Since you're not paying for film, I suggest you experiment with the different settings and shooting setups, moving closer and farther from the subject, using different focal lengths, and using different apertures, and see what results you get.

Nov 22, 2010 | Nikon D60 Digital Camera with 18-55mm lens

1 Answer

I want to take a picture that is focused on the subject, while everything else in the picture is blurry


What you want is a limited depth of field. There are three factors that control the depth of field: subject distance, lens focal length, and lens aperture. The greater the distance, the wider the DoF. The shorter the lens, the greater the DoF. The smaller the aperture, the greater the DoF.

One problem with compact cameras is that they have very small sensors. This means that they have short lenses. And short lenses mean they have wide depth of field. This is often an advantage, in that more of the scene is in focus. Unfortunately, this works against you when you don't want a wide DoF.

At the short end, the S2's lens focal length is 6mm. This will put just about everything in focus. Even at the other end, the focal length is 72mm. With a 35mm film camera, most portrait photographers use lenses at least 85mm in focal length in an attempt to minimize DoF to draw attention to the face and blur the background.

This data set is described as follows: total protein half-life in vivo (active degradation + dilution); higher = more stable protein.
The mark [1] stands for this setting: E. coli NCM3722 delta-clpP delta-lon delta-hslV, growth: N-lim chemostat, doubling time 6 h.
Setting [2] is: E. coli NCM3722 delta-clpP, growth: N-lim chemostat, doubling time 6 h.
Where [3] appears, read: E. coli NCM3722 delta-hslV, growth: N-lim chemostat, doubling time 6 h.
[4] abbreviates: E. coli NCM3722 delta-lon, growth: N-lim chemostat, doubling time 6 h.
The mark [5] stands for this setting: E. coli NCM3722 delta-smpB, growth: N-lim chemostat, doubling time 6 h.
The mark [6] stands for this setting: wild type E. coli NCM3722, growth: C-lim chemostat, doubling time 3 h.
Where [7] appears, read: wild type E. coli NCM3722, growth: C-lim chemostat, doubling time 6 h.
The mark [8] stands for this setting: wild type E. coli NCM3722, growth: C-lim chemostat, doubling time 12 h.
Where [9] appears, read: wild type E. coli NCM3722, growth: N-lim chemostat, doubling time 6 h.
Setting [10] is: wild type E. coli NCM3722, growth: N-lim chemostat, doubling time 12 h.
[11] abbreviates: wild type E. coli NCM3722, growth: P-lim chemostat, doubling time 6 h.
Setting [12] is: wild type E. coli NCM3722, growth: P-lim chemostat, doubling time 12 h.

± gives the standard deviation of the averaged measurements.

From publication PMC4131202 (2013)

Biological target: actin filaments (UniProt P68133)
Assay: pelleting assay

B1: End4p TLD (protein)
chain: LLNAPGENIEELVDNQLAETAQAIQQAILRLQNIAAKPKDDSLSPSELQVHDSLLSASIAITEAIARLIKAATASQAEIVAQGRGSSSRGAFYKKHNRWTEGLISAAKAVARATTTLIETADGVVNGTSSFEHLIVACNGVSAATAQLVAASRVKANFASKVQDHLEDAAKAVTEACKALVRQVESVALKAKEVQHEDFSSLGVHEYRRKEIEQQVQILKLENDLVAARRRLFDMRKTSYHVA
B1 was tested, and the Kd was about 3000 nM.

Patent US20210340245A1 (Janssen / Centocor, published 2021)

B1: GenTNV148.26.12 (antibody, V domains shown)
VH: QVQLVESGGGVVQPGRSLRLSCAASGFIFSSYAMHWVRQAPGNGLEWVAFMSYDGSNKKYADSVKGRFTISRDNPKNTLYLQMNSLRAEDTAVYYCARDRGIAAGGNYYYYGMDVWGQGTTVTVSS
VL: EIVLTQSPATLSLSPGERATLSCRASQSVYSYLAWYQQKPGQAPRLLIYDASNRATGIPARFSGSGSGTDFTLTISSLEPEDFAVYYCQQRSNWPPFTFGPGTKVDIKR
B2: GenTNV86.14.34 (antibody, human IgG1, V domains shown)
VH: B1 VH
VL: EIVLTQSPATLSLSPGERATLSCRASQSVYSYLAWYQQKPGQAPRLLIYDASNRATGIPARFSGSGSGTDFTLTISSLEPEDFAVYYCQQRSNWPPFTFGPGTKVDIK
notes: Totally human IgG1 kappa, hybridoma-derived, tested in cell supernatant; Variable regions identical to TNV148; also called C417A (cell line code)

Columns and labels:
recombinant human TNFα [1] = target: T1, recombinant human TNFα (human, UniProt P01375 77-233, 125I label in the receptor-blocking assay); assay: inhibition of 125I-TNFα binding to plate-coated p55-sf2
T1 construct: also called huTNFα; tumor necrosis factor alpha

Unfortunately, the best you'll be able to do is to set the camera to the portrait mode, get as close to the subject as possible, and zoom in as much as possible. I realize the last two conflict with each other, you'll just have to find the proper balance for whatever you're photographing.

Nov 18, 2010 | Canon PowerShot S2 IS Digital Camera

1 Answer

What mode do i use to make a person clear and the background blurry?


It's not the mode, it's the aperture. What you want is called a "narrow depth of field". Depth of field is controlled by three factors: focusing distance, lens focal length, and lens aperture. For portrait work you probably want a focal length in the 50-100mm range and an aperture as large (smaller f/number) as you can get.

How you get the large aperture is up to you. Probably the easiest is to select Aperture-priority mode and crank it as far as it goes.

I encourage you to experiment with it. If you can't get another person to help you, just put an object where you'd prefer to have a head. Use different apertures, and different focal lengths (moving closer or farther to compensate). It's not as if you're paying money for film and processing, after all.

Apr 21, 2010 | Olympus EVOLT E-500 Digital Camera